Most alcoholic drinks – be it beer, wine, gin, vodka or whiskey – can be made almost anywhere without incurring challenges to their nomenclature. But, some drinks can only be produced in their country of origin.
France is known for its impressive output of fine wines. What people may not be familiar with is that it also produces absinthe, an extremely potent anise-flavoured spirit. Anyone who’s ever had sambuca will undoubtedly find the liquorice-y taste of ‘the green fairy’ very familiar. France is also known for its liqueurs, such as the herbal Benedictine and the orange-flavoured Gran Mariner, both of which are used extensively in cocktail bars around the world.
France does not hold a monopoly on European liqueurs. In addition to wine and grappa, Italy has an extensive laundry list of liqueurs that are produced all over the country. The most popular is Campari, a dark-red bitter aperitif which is a vital ingredient in classic cocktails like Negroni. Another Italian liqueur that is often used in cocktails – particularly in American ones – is the almond-flavoured Amaretto. For something sweeter and fruitier, there is Limoncello, a lemon-flavoured liqueur.
Asian countries have their own national libations as well. Japan has sake – a rice wine – and a distilled spirit made from long-grain rice called awamori, which is indigenous to the region of Okinawa. South Korea has a rice-based distilled spirit, soju, which is very popular with both locals and tourists. The southern Asian countries (such as the Philippines) share a colourless distilled spirit with India called arrack, which is most commonly made with either coconuts or sugarcane depending on the region.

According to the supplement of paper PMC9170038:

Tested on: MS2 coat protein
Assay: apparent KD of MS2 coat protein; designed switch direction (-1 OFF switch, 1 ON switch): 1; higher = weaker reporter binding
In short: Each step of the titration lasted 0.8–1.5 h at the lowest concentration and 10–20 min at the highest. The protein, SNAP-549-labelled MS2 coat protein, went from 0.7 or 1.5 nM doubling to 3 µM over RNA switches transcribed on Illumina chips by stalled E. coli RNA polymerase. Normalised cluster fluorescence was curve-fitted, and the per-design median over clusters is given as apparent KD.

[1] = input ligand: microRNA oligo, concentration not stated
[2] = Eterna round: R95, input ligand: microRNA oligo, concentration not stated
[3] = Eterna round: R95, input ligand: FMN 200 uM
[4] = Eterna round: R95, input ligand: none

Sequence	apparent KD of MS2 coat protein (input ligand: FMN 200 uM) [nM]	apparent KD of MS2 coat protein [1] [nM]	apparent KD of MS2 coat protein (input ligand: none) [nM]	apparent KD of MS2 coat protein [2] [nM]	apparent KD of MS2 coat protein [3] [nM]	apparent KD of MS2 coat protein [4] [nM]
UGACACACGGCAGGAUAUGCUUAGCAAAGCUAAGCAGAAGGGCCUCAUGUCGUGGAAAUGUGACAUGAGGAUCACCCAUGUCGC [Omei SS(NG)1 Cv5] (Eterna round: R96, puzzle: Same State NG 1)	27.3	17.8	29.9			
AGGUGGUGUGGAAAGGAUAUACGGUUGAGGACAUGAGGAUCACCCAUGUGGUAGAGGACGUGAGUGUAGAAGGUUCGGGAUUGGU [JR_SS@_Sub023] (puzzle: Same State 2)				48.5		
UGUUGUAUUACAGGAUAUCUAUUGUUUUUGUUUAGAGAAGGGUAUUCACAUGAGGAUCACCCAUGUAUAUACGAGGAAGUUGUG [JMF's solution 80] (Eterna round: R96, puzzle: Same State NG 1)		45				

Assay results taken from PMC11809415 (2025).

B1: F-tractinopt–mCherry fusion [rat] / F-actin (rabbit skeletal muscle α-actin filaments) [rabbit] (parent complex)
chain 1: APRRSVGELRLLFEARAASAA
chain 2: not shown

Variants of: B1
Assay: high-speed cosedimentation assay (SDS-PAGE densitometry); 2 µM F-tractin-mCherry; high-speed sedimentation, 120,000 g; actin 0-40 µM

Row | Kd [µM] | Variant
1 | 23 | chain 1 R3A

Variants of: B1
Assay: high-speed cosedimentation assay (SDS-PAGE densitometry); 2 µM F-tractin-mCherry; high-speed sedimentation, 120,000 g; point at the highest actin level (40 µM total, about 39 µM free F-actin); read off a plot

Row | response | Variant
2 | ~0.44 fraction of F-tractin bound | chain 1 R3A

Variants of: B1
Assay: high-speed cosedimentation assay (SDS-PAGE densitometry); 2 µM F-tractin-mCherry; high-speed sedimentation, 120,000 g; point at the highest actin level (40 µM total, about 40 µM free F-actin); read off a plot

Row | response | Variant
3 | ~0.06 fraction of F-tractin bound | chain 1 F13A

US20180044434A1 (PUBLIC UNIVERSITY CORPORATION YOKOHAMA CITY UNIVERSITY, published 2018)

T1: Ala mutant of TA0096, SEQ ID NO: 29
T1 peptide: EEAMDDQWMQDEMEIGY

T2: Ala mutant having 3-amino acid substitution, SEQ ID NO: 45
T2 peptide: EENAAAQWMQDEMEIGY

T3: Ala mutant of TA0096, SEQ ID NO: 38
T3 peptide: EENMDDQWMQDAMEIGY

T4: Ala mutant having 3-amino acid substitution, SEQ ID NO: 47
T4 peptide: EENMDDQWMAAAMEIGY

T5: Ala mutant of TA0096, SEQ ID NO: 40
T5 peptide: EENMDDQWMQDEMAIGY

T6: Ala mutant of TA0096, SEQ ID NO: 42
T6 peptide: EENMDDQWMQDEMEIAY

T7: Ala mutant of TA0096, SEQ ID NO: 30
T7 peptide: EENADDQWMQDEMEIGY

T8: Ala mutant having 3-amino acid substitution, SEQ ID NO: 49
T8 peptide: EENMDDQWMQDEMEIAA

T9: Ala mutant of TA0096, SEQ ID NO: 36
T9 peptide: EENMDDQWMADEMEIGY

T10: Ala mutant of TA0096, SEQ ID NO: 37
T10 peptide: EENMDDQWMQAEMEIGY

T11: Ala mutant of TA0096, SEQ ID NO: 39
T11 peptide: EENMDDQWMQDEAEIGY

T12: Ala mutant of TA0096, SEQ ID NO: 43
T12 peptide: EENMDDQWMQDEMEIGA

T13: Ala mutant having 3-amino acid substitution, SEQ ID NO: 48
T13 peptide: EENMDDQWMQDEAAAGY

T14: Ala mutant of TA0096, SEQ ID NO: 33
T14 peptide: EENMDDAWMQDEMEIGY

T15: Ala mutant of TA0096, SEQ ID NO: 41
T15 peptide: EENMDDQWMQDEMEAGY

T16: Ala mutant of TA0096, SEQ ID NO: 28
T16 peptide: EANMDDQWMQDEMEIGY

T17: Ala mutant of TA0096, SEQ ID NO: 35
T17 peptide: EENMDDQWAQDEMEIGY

Since the prohibition, the States has become renowned for their bacchanalian culture. Apart from bourbon and the many varieties of beer, the US is notorious for producing moonshine: a largely outlawed, high-proof spirit that is essentially unaged whiskey. Though reduced-proof commercial versions can be found in liquor stores, the most authentic moonshine is made independently (and illicitly) in rural areas like the Appalachian Mountains or the East Texas backwoods.
South American countries also have their own national drinks. Brazil has a national spirit, Cachaca, which is made from fermented sugarcane and is the basis for the Caipirinha, the country’s national cocktail. Trinidad, an island off the coast of Venezuela, is home to the Angostura Bitters, which are the most commonly used bitters in cocktails, without which neither the Old Fashioned nor the Manhattan would be possible.
These exotic liqueurs are sure to make any party more cosmopolitan, with literally a world of possible concoctions.